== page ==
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Protecting the Frontline in Biodefense Research: The Special Immunizations Program the vaccine was well-tolerated, it was only weakly immunogenic. Currently, preclinical studies in murine models as well as clinical studies in human subjects are continuing with this vaccine given in conjunction with novel adjuvants. The relative roles of Toll-like receptors and Fc receptors in mediating macrophage killing of B. anthracis is another focus of the laboratory. The ability of the various B. anthracis structures (spore and vegetative forms and exosporium) to initiate macrophage signaling pathways leading to the killing of the organism is being characterized, and the effects of anthrax toxins on myeloid function are being defined. Finally, Dr. Cross found that the sialidase (neuraminidase) activity of various cells in the immune system is an essential element of innate and adaptive immunity. Currently, the laboratory is focusing on the mechanisms by which human neutrophil sialidase regulates cellular trafficking in both in vivo and in vitro model systems. These studies rely on endothelial cell culture systems as well as murine models of inflammation. Dr. Cross is past president of the International Endotoxin and Innate Immunity Society. Dr. Cross earned his B.A. from Harvard College and his M.D. from the University of Pennsylvania. Stephen W. Drew, Ph.D., is a former Distinguished Senior Scientist at Merck & Co., Inc., where his responsibilities encompassed the development of new process technologies for biologics and pharmaceutical manufacturing and technology transfer. Since retirement from Merck, he has founded two new companies—Drew Solutions LLC, a direct consulting firm, and Science Partners LLC, an advocacy company for medicines and technologies—that support the biotechnology and pharmaceutical industries. Prior to his retirement, he held vice presidential positions of responsibility at Merck & Co., Inc. as the vice president of Vaccine Science and Technology, the vice president of Vaccine Operations, and the vice president of Technical Operations & Engineering. He joined Merck in 1981 to create the Department of Biochemical Engineering. At Merck, he contributed to the process development and manufacture of several conventional and recombinant microbial products ranging from antibiotics to vaccines. Dr. Drew works in manufacturing processes for human and animal vaccines; recombinant biologics; chemical, biological, and engineering technology for bulk manufacture of pharmaceuticals and biologics; capital project engineering; process engineering; and fermentation, cell culture, isolation, and purification processes for sterile products. Dr. Drew received his B.S. and an M.S. in food science from the University of Illinois, and a Ph.D. in biochemical engineering from the Massachusetts Institute of Technology. He was elected to the National Academy of Engineering in 1993 and is a member of several professional organizations serving interests in chemical engineering, chemistry, and biology. He has held offices in the American Institute of Chemical Engineers, the American Chemical Society, the American Society for Microbiology, and the Society for Industrial Microbiology, and is a Founding Fellow of the American Institute for Medical and Biological Engineering. He has served as chairman of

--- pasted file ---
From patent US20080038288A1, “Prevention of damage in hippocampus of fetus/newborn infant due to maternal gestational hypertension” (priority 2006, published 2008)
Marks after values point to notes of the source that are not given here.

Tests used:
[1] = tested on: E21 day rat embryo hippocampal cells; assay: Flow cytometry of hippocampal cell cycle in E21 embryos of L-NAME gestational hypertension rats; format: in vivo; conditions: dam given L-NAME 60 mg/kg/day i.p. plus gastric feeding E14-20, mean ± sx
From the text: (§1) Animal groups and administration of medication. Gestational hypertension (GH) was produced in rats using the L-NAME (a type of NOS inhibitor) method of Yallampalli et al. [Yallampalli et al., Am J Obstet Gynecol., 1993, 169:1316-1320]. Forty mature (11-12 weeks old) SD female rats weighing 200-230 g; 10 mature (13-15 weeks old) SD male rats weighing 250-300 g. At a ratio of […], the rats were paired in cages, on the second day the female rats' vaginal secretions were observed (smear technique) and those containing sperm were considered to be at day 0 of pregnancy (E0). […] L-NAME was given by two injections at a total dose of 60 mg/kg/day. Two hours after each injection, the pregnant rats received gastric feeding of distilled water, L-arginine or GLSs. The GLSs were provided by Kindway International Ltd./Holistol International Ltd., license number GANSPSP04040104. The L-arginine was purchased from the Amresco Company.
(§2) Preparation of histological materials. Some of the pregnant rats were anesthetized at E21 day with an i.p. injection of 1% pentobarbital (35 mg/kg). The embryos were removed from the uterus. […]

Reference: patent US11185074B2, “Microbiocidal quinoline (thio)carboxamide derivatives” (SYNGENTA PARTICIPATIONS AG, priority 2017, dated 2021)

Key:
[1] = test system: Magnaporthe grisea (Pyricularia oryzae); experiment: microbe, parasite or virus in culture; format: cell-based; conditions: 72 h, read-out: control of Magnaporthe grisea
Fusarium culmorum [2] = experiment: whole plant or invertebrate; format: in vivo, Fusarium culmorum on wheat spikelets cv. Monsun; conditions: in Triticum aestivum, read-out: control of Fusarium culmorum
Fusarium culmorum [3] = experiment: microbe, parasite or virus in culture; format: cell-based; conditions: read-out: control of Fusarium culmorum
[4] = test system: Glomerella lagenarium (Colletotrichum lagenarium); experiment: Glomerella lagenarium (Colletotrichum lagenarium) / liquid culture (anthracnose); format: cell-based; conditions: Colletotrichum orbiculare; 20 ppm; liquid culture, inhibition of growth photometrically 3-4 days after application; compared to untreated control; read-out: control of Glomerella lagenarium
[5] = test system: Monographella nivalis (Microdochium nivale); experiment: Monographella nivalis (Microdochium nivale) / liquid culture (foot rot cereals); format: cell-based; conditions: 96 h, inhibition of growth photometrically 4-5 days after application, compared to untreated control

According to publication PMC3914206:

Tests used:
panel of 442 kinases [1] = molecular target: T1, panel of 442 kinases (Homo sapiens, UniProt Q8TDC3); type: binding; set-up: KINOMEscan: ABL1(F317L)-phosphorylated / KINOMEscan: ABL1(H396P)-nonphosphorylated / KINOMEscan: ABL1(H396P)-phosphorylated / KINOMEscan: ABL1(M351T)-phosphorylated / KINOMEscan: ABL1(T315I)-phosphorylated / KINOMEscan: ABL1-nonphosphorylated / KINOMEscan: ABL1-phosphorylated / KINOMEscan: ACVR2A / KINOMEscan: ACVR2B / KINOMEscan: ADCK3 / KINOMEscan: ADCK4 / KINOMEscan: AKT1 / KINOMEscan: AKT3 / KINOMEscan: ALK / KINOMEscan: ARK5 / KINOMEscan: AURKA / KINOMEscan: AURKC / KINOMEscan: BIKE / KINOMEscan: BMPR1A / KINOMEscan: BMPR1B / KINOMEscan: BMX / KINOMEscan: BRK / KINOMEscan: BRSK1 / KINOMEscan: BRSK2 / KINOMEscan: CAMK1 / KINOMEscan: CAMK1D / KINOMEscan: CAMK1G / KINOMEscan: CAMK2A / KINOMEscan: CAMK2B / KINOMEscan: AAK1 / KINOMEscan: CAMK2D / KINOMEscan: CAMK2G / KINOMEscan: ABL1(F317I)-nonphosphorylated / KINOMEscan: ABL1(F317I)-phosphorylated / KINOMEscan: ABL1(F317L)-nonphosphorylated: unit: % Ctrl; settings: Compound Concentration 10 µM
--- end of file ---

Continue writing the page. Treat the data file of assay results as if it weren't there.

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Protecting the Frontline in Biodefense Research: The Special Immunizations Program the advisory committee to the Engineering Directorate of the National Science Foundation. He is a member of two standing committees of the National Research Council and has participated in many National Research Council studies. Kathryn Edwards, M.D., is the Sarah Sell Professor of Pediatrics, director of the division of Pediatric Clinical Research at the Kennedy Center, Vanderbilt University, and director of the Vanderbilt Vaccine Research Program. Dr. Edwards’s work focuses on the evaluation of vaccines for the prevention of infectious diseases in adults and children. She has conducted large efficacy trials of influenza vaccine and has coordinated multicenter trials of vaccines against Hemophilus influenza type b, Bordetella pertussis, Streptococcus pneumoniae, and vaccinia vaccines. She is currently studying dose-sparing strategies for influenza vaccine and avian influenza vaccines. She also conducts active population-based surveillance to monitor the impact of new vaccines on disease burden. Through National Institutes of Health and Centers for Disease Control and Prevention funding Dr. Edwards has performed many of the pivotal studies on vaccine effectiveness, vaccine safety, and vaccine impact in the past three decades. She is actively engaged in mentoring young clinical investigators and in teaching residents, medical students, and fellows. Her clinical work is focused on preventing and managing infectious diseases in children. Robert J. Hawley, Ph.D., RBP, CBSP, is an independent consultant on biological safety, biosecurity and biosurety issues. Before retiring in April 2011, he served as Senior Advisor, Science, for Midwest Research Institute’s Mid-Atlantic Operations and was responsible for the technical oversight of all group biosafety, biosecurity, and biosurety projects, and support staff. He performed incident investigations, biosafety threat and risk assessments, and threat and vulnerability and emergency requirements analyses at designated facilities to mitigate security and safety risks regarding the storage and handling of biological threat agents. Dr. Hawley also provided training in biological safety operations, maximum containment, recombinant DNA technology, and the science and safety of microbial agents and toxins for BSL-2, BSL-3, and BSL-4 operations. Before joining MRI in 2003, he worked at the U.S. Army Medical Research Institute of Infectious Diseases (USAMRIID) for 15 years, where he was responsible for formulating, implementing, and interpreting USAMRIID’s microbiological and industrial safety policies and procedures. Positions filled during his tenure at USAMRIID include safety and occupational health specialist, safety and occupational health manager, chief of the Safety and Radiation Protection Office, and Command Biological Safety Officer. Dr. Hawley received his master’s degree in virology from the Catholic University of America and Ph.D. degree in microbiology from the College of Medicine and Dentistry of New Jersey. He conducted research on mycobacteria and streptococci at the Georgetown University Schools of Medicine and Dentistry, Holy Cross